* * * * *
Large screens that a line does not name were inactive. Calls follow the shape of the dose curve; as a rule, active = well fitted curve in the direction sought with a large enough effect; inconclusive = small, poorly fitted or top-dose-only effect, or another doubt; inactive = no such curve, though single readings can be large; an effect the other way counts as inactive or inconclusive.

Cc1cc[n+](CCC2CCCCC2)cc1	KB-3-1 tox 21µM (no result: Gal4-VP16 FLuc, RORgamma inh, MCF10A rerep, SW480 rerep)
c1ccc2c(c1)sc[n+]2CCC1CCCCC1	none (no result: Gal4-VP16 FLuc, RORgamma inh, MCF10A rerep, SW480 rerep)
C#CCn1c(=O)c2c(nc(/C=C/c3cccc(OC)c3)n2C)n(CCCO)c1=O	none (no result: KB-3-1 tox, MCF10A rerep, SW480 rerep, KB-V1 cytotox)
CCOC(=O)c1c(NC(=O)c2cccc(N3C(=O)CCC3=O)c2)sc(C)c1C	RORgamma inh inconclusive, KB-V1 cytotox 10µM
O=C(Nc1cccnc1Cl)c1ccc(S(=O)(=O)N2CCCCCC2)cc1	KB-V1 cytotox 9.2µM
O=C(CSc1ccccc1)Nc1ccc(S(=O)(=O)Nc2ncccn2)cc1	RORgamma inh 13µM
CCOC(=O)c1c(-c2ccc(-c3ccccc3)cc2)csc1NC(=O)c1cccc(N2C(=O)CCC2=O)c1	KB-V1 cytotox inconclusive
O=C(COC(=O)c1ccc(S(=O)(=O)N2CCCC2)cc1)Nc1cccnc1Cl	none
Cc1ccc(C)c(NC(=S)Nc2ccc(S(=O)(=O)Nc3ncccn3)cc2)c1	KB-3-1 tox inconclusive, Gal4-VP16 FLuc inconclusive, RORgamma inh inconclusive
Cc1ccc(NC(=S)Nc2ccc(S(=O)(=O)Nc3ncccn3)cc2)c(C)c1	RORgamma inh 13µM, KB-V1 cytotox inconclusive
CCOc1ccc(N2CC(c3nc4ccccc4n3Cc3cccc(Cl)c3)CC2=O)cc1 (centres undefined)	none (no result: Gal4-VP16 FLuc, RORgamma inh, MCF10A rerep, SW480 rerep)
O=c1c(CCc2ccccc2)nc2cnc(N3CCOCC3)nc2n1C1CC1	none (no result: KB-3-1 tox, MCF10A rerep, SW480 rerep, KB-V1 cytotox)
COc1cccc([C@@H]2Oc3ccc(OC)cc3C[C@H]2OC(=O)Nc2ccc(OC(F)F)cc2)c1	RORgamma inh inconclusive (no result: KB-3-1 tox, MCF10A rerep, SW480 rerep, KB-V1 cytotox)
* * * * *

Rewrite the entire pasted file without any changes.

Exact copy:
Large screens that a line does not name were inactive. Calls follow the shape of the dose curve; as a rule, active = well fitted curve in the direction sought with a large enough effect; inconclusive = small, poorly fitted or top-dose-only effect, or another doubt; inactive = no such curve, though single readings can be large; an effect the other way counts as inactive or inconclusive.

Cc1cc[n+](CCC2CCCCC2)cc1	KB-3-1 tox 21µM (no result: Gal4-VP16 FLuc, RORgamma inh, MCF10A rerep, SW480 rerep)
c1ccc2c(c1)sc[n+]2CCC1CCCCC1	none (no result: Gal4-VP16 FLuc, RORgamma inh, MCF10A rerep, SW480 rerep)
C#CCn1c(=O)c2c(nc(/C=C/c3cccc(OC)c3)n2C)n(CCCO)c1=O	none (no result: KB-3-1 tox, MCF10A rerep, SW480 rerep, KB-V1 cytotox)
CCOC(=O)c1c(NC(=O)c2cccc(N3C(=O)CCC3=O)c2)sc(C)c1C	RORgamma inh inconclusive, KB-V1 cytotox 10µM
O=C(Nc1cccnc1Cl)c1ccc(S(=O)(=O)N2CCCCCC2)cc1	KB-V1 cytotox 9.2µM
O=C(CSc1ccccc1)Nc1ccc(S(=O)(=O)Nc2ncccn2)cc1	RORgamma inh 13µM
CCOC(=O)c1c(-c2ccc(-c3ccccc3)cc2)csc1NC(=O)c1cccc(N2C(=O)CCC2=O)c1	KB-V1 cytotox inconclusive
O=C(COC(=O)c1ccc(S(=O)(=O)N2CCCC2)cc1)Nc1cccnc1Cl	none
Cc1ccc(C)c(NC(=S)Nc2ccc(S(=O)(=O)Nc3ncccn3)cc2)c1	KB-3-1 tox inconclusive, Gal4-VP16 FLuc inconclusive, RORgamma inh inconclusive
Cc1ccc(NC(=S)Nc2ccc(S(=O)(=O)Nc3ncccn3)cc2)c(C)c1	RORgamma inh 13µM, KB-V1 cytotox inconclusive
CCOc1ccc(N2CC(c3nc4ccccc4n3Cc3cccc(Cl)c3)CC2=O)cc1 (centres undefined)	none (no result: Gal4-VP16 FLuc, RORgamma inh, MCF10A rerep, SW480 rerep)
O=c1c(CCc2ccccc2)nc2cnc(N3CCOCC3)nc2n1C1CC1	none (no result: KB-3-1 tox, MCF10A rerep, SW480 rerep, KB-V1 cytotox)
COc1cccc([C@@H]2Oc3ccc(OC)cc3C[C@H]2OC(=O)Nc2ccc(OC(F)F)cc2)c1	RORgamma inh inconclusive (no result: KB-3-1 tox, MCF10A rerep, SW480 rerep, KB-V1 cytotox)